More Guidance on RESPA Rule

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A new publication from the U.S. Department of Housing and Urban Development promises to regularly address the most pressing issues related to the Real Estate Settlement Procedures Act rule.

HUD posted additional guidance yesterday on its Web site regarding the new RESPA rule in a document entitled RESPA Roundup. The housing agency noted that the document is the first edition of the RESPA Roundup and that it will periodically issue further editions “to enhance communications with consumers and industry stakeholders by providing information on RESPA topics chosen specifically to address the most pressing issues.”

In addition to addressing the interpretive rule that it issued in June 2010 regarding home warranty company payments to real estate brokers and agents, HUD advised that when an originator requires that a consumer select a provider of a particular service from a limited list of providers created by the originator, then the charge must be disclosed in Block 3 of the good faith estimate. Block 3 is the block for services required by the loan originator and for which the originator will select the provider of each service.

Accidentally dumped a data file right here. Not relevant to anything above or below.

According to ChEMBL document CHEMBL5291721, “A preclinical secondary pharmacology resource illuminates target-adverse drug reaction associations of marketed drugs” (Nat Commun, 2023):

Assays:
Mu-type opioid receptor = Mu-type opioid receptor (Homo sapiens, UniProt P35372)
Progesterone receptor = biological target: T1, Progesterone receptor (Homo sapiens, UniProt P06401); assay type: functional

HUD equated the requirement that a borrower select a service provider from a limited list of providers with an originator making the selection of the provider. The situation was contrasted to cases in which a government loan program requires a borrower to select a service provider from a government approved list — in which case the charge is disclosed in Block 6 of the GFE. HUD advised that the “answer is different because limitations placed on a borrower by a government loan program are fundamentally different from limitations placed on a borrower by a loan originator.”

On balloon-payment loans, the agency advised that in both the GFE and the HUD-1 settlement statement, the loan term stated in the note — and not the amortization period — should be entered as the loan term. For example, if a loan has a 5-year term to maturity and payments on the loan are based on a 30-year amortization period, the five year term is disclosed as the loan term.

Apparently, HUD issued the guidance on this point after industry members noted that certain regulators at the Federal Deposit Insurance Corp. took the position that the amortization period should be entered as the loan term.

The agency also advised that if the borrower does not purchase a service that is included in the GFE, such as owner’s title, there should be no entry for the service on page two of the HUD-1 settlement statement, and the estimate of the charge should not appear in the tolerance comparison charts on page three of the HUD-1.

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Mortgage Daily Staff

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